The first output tube substitution I tried was a negative experience. I tried a quad of used MOV KT88 that tested good, but one of the four obviously had an issue and started to glow cherry red. None of my other attempts provided appreciably better sound than the stock Valve Art (Chinese) KT88. This is great news. The stock tubes never hinted at any problems with longevity or quality control. I left the amp on, idling, for many hours, and there was never any indication that the output tubes were getting weak or gassy. The Chinese have a come a long way with their output tubes, while their filamentary triodes were already very good. Still, almost all current production small-signal tubes suck from all that I have heard. Perhaps the weaknesses of power tubes are covered up by the larger signal, where the distortions in small-signal tubes are more noticeable, especially in phono stages. I’m not 100% sure, but I’d advise against spending big money on NOS power tubes. Small signal tubes tend to make a bigger impact on the sound, last longer and are cheaper.
Once I settled on some upgraded tubes, the sound of the TubeMagic was both transparent and large. Depending on my tube choices, the tonal balance could be slightly lush or relatively even-handed. I auditioned the IAM98 with GR Research line-source speakers at an equivalent 97dB efficiency and 4 ohm load impedance, though a complex crossover, cables from Wireworld, Aural Symphonics and Clarity Cable. The phono stage was the Rek-O-Kut budget unit.
The strength of the TubeMagic is the same for most tube integrated amps, but at a higher performance level than any of the previous tube integrateds I’ve used. The sound was both fuller and more open than the Grant Fidelity RITA-340 and the Luxman SQ-38u vacuum tube integrated amps I’ve reviewed. Obviously, it was far superior to any of my classic integrated amps, having much lower distortion, less veiling, more power, better impact and more open highs. The comparison is not quite fair since those classic units, along with the Luxman, had balance and tone controls. Though I rarely felt like I needed tone controls with the IAM98, I could have used a balance control on a few records.
Image width was very good. I repeatedly heard images outside the speakers in conjunction with a solid center image. Depth was good, but it depended on the tube choices. In stock configuration, image depth was average. With E88cc, E288cc and 5692, the depth was very good, though not the equal of state-of-the-art gear, especially great single-ended power amps.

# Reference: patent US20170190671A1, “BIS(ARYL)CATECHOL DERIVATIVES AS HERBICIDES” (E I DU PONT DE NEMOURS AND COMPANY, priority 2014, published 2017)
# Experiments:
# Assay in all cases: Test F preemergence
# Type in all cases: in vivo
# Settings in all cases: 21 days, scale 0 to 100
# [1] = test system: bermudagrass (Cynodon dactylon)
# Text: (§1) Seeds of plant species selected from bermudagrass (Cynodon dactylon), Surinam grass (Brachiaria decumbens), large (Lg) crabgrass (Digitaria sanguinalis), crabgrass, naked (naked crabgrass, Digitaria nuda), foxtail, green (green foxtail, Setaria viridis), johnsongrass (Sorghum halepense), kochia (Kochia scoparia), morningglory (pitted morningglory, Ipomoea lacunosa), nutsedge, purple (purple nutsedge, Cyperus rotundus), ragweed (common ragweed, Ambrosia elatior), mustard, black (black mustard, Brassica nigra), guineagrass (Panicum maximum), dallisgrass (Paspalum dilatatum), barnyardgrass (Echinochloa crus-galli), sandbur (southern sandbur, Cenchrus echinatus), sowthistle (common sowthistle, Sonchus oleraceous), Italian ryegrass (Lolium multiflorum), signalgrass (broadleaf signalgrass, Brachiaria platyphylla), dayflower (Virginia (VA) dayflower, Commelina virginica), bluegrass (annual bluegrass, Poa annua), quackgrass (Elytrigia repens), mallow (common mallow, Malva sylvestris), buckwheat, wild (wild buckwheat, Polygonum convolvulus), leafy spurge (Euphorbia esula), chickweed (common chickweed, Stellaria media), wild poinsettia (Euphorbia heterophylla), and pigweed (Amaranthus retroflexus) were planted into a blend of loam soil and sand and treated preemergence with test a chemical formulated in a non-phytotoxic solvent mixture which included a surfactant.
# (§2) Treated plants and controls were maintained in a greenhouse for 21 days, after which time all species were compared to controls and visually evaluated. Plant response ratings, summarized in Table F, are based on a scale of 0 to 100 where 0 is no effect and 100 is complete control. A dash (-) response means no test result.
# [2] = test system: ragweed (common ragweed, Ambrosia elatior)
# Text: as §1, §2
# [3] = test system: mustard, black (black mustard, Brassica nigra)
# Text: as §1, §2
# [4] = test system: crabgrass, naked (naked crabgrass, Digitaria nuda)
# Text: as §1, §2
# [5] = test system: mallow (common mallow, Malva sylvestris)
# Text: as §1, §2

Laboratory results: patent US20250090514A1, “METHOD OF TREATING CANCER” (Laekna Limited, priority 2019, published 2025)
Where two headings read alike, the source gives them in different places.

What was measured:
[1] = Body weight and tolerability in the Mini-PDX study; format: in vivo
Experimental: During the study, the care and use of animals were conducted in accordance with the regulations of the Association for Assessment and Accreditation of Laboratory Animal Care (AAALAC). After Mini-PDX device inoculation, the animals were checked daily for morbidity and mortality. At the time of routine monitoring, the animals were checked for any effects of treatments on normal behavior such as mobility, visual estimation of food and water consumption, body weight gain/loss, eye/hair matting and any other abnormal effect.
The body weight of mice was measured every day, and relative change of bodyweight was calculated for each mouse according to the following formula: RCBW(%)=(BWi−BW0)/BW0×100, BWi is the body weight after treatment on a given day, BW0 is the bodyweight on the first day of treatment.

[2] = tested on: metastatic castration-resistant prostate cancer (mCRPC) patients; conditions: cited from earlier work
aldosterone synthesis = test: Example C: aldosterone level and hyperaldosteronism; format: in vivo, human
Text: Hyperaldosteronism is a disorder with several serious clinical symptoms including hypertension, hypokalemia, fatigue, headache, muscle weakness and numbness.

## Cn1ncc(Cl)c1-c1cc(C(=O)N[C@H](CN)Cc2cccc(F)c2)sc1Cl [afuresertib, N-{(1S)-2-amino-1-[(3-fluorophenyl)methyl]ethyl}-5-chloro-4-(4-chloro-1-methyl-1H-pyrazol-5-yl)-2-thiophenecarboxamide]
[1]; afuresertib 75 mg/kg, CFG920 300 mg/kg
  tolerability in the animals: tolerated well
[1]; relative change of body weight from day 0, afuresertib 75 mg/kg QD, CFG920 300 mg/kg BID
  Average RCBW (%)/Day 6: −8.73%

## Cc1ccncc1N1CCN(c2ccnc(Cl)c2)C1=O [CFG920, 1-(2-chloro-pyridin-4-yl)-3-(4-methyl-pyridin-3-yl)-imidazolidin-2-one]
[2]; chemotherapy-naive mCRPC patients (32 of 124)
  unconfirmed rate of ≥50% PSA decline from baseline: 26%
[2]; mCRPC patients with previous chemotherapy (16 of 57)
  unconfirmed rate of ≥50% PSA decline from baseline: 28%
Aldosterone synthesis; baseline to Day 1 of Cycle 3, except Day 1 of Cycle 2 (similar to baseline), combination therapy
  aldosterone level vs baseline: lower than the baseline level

Rhythm and dynamics were excellent. There wasn’t as much “jump” as the best, but it was still good. Its ability to climb a dynamics ladder was proven by the last movement of Shostakovich’s 7th Symphony (Bernstein and Chicago SO). It was able to get louder and louder and maintain composure. When it did run out of power, it compressed rather than audibly clip.
High frequency extension was extremely good. The overtones of strings and cymbals were differentiated and the difference between CD and vinyl was quite obvious. On the other hand, bass depth was only good, not exceptional. Bass softens in the last octave, with some compression at high levels. The amp can deliver more power than the output transformers can handle, which isn’t unusual. The effect is more audible when compared to the highs, which seem to have enough extension to recreate any instrument. I wouldn’t call the TubeMagic bass-shy, but it’s not its strength. Depending on speaker choice, things could improve. The load of the GR Research line sources is more difficult than any of the classic horn designs, and similar to speakers intended for solid-state amps. It’s not a torture test, but it did expose one weakness of the amp.
The above-average clarity and low distortion of the TubeMagic allowed me to hear the differences between individual tracks and different pressings. It did this without sounding sterile or cold. The net result was long listening sessions, low levels of listener fatigue and plenty of information. I found myself revisiting old favorites and trying a greater number of new recordings than usual. That tells me that it’s a good piece.
It’s no surprise to hear good sound from Canadian gear, but the refinement of the IAM98 was unexpected. The strengths far outweigh the few weaknesses I heard. If you want information, but prefer a warm tonal balance, the TubeMagic IAM98 delivers. The combination of transparency and forgiving tonal balance is difficult to find and more closely resembles the sound of live music than that of ultra-high-resolution gear. It reminded me of why I started listening to tubes in the first place. With very few reservations, I can recommend an audition of the IAM98.